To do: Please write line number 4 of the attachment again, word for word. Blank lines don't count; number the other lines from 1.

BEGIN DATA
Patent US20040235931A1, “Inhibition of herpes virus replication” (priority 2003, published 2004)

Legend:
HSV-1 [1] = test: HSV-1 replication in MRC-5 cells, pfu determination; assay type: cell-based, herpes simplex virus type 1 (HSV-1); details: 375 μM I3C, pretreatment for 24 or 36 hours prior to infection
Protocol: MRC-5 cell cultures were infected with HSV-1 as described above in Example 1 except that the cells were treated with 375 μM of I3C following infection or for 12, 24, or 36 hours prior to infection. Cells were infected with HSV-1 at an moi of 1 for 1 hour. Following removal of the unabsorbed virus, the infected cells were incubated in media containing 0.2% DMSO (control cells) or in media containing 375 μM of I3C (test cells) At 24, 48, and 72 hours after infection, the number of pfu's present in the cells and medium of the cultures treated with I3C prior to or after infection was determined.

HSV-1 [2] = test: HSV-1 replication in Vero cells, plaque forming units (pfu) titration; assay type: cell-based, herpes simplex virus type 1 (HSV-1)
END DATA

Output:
Protocol: MRC-5 cell cultures were infected with HSV-1 as described above in Example 1 except that the cells were treated with 375 μM of I3C following infection or for 12, 24, or 36 hours prior to infection. Cells were infected with HSV-1 at an moi of 1 for 1 hour. Following removal of the unabsorbed virus, the infected cells were incubated in media containing 0.2% DMSO (control cells) or in media containing 375 μM of I3C (test cells) At 24, 48, and 72 hours after infection, the number of pfu's present in the cells and medium of the cultures treated with I3C prior to or after infection was determined.